It has also been discovered that this neutralization step gives plating runs which are more uniform with respect to electroless deposition and coating of the substrate.
Still further, it has been discovered that the neutralization step provides a barrier coating in the form of alkali sulfonate groups which has the unique property of partially retaining some of the chlorinated solvent in the surface of the swelled and sulfonated substrate and protecting it against excessive detrimental oxidation for a period of time in the order of 3 days. This barrier coating is believed to inhibit the evaporation of the solvent swelled substrate and thus the subsequent platirig steps can be delayed with no substantial loss in adhesion or plating uniformity. This permits delay of immediate electroless plating after sulfonation and would allow the sulfonated substrate to be shipped to a plating facility.
It is an object of this invention to etch the surface of various polymers and to create chemically reactive sites on the polymers so as to make the surface suitable for the reception of noble metals upon which a base metal coating is subsequently deposited.
It is a further object of this invention to provide the art with a process which extends the life of the noble metal bath.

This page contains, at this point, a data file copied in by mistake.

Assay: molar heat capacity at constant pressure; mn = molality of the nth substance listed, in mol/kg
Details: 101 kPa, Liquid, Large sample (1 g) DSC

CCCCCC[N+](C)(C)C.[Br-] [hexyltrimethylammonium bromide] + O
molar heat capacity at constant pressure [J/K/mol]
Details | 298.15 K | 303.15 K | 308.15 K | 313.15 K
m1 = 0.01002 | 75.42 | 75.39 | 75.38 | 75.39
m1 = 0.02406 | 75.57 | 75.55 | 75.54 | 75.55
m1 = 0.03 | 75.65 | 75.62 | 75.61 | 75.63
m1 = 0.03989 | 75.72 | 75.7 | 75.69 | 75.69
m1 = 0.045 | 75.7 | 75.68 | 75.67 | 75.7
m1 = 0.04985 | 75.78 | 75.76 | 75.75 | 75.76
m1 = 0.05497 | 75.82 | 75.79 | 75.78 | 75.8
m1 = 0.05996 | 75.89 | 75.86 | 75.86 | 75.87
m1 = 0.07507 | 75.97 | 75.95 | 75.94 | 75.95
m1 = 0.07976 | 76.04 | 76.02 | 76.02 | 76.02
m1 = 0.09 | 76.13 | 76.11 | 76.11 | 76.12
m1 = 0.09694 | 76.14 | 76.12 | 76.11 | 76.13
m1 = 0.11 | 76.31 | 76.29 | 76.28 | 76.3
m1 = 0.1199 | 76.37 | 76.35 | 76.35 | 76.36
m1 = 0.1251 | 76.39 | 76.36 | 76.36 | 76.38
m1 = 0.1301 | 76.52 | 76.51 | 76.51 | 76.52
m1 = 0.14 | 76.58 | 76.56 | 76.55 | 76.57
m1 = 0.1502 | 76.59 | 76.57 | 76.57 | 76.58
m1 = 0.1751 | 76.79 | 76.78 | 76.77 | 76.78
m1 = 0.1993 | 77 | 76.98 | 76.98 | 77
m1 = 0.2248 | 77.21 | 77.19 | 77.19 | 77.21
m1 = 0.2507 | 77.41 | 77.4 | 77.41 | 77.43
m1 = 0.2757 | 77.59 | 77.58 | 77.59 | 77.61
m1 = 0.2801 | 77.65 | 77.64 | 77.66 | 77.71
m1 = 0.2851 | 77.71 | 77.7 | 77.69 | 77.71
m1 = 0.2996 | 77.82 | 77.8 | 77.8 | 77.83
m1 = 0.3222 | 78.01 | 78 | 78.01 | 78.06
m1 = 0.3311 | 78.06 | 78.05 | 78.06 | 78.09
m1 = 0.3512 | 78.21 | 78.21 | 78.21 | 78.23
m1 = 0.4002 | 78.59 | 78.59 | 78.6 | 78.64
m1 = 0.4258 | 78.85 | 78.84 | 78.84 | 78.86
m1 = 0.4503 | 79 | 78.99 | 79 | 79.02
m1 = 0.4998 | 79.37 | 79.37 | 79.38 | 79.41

A still further object of this invention is to provide the art with a process which gives more uniformity to the plating runs.
Another object of this invention is to provide the art with a process which is more flexible and convenient in that the plastic substrate does not have to be plated immediately after it is sulfonated and can be stored, shipped or sold as an article of commerce.
The foregoing objects are achieved in this steps of:
1. contacting the organic plastic substrate with a solution of sulfur trioxide in a low molecular weight chlorinated hydrocarbon solvent,
. washing with water, contacting the sulfonated plastic in a dilute alkaline aqueous solution of an alkali compound, 4. washing again with water, 5. immersing the alkali sulfonated plastic in a basic aqueous solution of silver nitrate, 6. washing again with water and process by the LAN 7. plating a coat of metal on the substrate by means of a conventional electroless plating bath such as a electroless copper or electroless nickel plating bath.